Now the question is: how do you create a wonderful, believable life-like three dimensional character?

There are a number of methods you can use that will help you create a believable character, here are two:

1. Create a character sheet or use an index card before you begin.

On your sheet, list all the characteristics, quirks, moods, mannerisms, physical attributes, artistic attributes…you get the idea. Keep this sheet handy as you’re writing your story. If you tell the reader Pete has blonde hair in the beginning of the story, and then you describe it as black, unless he dyed his hair as part of the storyline, stay true to the character. Readers pick up on errors very quickly.

The more detail you add to your character sheet the easier it will be to know what your protagonist will do in any given circumstance. This will take the element of wondering out of your writing process and save time: Pete finds a bag of money next to his neighbor’s car. Hmm . . . will he keep the money or try to find out if it’s his neighbor’s? Oh, wait a minute, on your character sheet you wrote he’s an honest guy! Simple.

2. Add characteristics and attributes to your protagonist as you write your story.

Write your protagonist’s characteristics, quirks, moods, mannerisms, and so on, on a character sheet as your story evolves. There are some writers who use different methods to create a story. Maybe you’re using the ‘seat-of-the-pants-method’ and your character evolves as your story does. With this method, you want to be sure to note each new development in your protagonist’s character or being.

Let’s go back to Pete again. Pete scratches a car as he’s parking. Does he leave a note on the car he damaged? Does he quickly leave the scene? Does he just ignore the incident as if it didn’t happen? Whichever one of these actions he chooses will establish another element to his character – be sure to make note of it.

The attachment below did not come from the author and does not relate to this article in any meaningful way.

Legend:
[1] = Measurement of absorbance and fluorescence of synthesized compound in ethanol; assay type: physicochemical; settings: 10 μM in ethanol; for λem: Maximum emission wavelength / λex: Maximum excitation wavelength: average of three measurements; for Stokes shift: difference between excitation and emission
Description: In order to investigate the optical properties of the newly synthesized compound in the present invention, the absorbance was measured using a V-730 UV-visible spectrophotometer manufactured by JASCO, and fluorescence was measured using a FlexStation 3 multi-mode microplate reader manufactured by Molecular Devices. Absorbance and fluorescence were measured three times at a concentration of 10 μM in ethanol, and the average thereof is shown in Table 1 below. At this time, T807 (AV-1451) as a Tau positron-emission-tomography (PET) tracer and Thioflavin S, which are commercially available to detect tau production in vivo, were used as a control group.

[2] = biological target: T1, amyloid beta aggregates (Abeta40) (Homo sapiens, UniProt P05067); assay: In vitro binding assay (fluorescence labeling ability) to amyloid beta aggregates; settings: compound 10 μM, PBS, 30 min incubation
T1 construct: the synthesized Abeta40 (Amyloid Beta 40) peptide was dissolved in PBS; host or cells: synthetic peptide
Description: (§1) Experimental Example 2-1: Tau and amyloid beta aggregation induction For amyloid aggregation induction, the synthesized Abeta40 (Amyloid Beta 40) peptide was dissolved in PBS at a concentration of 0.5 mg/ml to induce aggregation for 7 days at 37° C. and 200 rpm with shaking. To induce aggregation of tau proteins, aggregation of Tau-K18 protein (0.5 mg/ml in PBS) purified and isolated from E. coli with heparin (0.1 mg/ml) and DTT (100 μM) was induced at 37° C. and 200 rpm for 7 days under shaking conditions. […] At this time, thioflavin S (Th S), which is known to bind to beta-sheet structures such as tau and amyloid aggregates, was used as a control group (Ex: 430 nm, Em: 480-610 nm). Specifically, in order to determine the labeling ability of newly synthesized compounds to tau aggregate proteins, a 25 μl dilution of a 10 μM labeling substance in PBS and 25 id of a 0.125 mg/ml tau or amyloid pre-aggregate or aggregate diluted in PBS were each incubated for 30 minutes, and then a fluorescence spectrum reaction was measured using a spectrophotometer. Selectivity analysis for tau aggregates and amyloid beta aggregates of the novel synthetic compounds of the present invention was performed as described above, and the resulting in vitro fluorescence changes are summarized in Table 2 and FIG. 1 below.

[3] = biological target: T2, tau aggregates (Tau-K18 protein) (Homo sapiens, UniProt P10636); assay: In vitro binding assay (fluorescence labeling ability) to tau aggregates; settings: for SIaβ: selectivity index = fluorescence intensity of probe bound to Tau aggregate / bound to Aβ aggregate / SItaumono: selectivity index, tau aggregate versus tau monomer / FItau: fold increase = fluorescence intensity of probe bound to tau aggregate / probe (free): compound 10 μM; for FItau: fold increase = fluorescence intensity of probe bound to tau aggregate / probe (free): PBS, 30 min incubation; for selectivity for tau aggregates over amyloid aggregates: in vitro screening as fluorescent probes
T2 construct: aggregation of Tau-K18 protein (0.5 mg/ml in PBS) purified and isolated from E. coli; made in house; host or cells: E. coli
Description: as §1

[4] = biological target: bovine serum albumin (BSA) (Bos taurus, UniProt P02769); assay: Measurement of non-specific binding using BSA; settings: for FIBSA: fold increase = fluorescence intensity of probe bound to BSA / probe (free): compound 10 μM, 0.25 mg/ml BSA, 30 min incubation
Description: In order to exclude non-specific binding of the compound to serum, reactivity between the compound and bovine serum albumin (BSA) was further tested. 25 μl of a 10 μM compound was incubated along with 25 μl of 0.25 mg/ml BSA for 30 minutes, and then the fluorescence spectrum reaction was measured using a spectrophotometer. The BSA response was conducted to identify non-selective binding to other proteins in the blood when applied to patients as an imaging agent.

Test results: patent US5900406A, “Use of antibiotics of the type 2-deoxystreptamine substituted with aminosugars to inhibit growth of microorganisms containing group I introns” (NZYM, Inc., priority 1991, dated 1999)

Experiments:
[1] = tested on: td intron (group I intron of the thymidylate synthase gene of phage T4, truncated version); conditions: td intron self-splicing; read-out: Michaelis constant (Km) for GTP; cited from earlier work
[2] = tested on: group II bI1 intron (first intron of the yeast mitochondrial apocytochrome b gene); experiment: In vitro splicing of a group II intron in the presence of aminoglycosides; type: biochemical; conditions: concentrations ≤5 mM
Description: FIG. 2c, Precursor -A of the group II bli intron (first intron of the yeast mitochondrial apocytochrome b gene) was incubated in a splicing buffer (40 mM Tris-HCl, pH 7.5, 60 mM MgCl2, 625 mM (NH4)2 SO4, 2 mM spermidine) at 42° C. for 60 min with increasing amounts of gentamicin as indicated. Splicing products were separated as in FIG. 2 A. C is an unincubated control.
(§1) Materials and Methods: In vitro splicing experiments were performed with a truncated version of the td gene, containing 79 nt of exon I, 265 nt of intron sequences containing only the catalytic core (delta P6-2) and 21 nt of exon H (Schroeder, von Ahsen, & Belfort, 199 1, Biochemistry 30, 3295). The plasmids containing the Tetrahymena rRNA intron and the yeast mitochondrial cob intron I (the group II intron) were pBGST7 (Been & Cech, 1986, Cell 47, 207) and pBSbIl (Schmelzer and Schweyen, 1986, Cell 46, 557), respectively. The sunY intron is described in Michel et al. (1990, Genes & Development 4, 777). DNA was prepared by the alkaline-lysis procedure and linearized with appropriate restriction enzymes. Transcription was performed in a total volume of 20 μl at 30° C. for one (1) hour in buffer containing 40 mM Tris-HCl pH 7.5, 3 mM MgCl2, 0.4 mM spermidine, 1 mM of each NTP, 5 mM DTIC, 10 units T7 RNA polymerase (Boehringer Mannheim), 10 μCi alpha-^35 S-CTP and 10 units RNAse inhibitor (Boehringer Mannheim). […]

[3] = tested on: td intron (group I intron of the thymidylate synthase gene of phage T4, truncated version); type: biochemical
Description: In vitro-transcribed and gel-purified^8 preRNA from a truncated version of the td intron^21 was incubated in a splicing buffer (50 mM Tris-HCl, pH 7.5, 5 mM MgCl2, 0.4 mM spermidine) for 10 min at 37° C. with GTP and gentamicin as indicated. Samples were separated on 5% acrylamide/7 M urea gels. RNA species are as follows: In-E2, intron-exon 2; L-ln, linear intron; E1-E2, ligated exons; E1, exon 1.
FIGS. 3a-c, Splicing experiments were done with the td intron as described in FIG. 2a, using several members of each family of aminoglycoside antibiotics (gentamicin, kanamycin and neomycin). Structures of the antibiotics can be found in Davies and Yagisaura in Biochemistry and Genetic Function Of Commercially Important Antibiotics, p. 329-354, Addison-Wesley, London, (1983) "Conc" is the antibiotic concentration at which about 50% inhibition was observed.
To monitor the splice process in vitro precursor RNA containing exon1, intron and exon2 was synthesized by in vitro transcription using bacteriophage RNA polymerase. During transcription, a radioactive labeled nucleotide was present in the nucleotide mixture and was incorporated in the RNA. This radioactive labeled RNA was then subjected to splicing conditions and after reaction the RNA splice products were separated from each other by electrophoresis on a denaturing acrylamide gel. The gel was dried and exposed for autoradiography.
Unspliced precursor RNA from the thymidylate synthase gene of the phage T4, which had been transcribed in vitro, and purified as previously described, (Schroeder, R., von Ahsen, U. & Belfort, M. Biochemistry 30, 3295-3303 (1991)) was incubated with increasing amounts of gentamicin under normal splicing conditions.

No matter which process you use, remember to add life-like qualities to your character. Readers need to develop a relationship with the protagonist. If they feel Pete is three dimensional and they are drawn to him, they’ll be sure to read to the end of your book.


Karen Cioffi is an author and ghostwriter. Her new MG/YA fantasy book, Walking Through Walls, is based on an ancient Chinese tale.

Wang longs to be rich…and powerful. At twelve-years-old, he already knows more about the Eternals and their way of life than many of the adults in his village. Learning about these mystics takes his thoughts away from the possibility of working in the wheat fields all his life, like his father. Wang has far grander goals.


Walking Through Walls should now be available through online retailers such as Amazon and Barnes & Noble, and book stores. If it’s not yet listed, it will be very soon!
You can also order the book today at:

To learn more about Walking Through Walls, its touring schedule and contest, and purchasing information visit: http://walkingthroughwalls-kcioffi.blogspot.com

To learn more about Karen and her books, visit:



Please be sure to stop by Eylsabeth Eldering’ site http://jgdsseries.blogspot.com on July 19th for the next stop on the Walking Through Walls Tour.



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The High-Tech Gooseneck Putter Blog Tour–Christmas in July!!!

These Golfing Geese Are About To Ruffle Some Feathers

Meet Sami DeMani, a Canada gander with a legendary golf game. He’s on track to win the prestigious Waterfowl Tour — and put his nemesis, the ruthless Pete Swan Lake, in his place once and for all. But right as Sami prepares to take a critical swing, a surprise scare changes everything — ruining the shot and putting Sami in the hospital. What happens next dashes any hopes for golf glory — or does it? No longer able to play, Sami throws himself into coaching his nephew, Myles, in the game he loves. Then the golf pro hatches a plan to help his nephew win a tournament with the aid of the specially designed Gooseneck Putter. This breakthrough device has the potential to change everything — including the confidence of the golf prodigy who uses it. But none of them are prepared for what’s about to occur as the tension rises on the course. Along the way, Sami and Myles will learn a powerful lesson regarding sportsmanship, perseverance, love, and what really matters in the game of life. A heartwarming and inspirational tale, The High-Tech Gooseneck Putter is about the power of golf to boost self-esteem, change lives, and bring a community together.